Towards making diagnosis and management of diabetes more accessible, the Indian Cultural Association in Lagos and BhojrajChanrai Foundation, are setting up camps for free, non-invasive early detection of diabetes among Nigerians.
The Association’s President, Chief Sanjay Jain said the Indian community in Nigeria always has the interest of “needy Nigerians” at heart, and was introducing the technology to enable early detection.
Chief Sanjay Jain said:
“This new technology has been brought to Nigeria at the cost of $40,000. It is the only non-invasive detection system so far with simple scanning test.”
“We have found out that type 2 diabetes is quite common in Nigeria today, and that more than six million people currently have diabetes.”
“Medical findings have shown that Nigeria, currently has the highest mortality rate from diabetes. The high mortality rate is due to improper diagnosis and high cost of management.”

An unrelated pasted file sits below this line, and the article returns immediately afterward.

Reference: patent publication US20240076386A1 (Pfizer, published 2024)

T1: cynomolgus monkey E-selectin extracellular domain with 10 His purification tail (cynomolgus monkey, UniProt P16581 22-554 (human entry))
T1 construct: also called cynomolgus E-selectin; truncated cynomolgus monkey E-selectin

Benefits of the new technology include early detection, no drawing of blood, quick test within six seconds, no fasting or pre-conditioning, different from traditional diagnostic methods and immediate test results.
He said that the Association had over the years been involved in the free provision of water facilities to schools, artificial limbs, eye surgeries, maintenance of old People’s homes and police community relationships.
The exercise is scheduled for Saturday 18th March 2017, and 25th March 2017 at the Indian Cultural Centre, 2, Cappa Avenue, Palmgrove Estate, Ilupeju, from 10am to 2pm.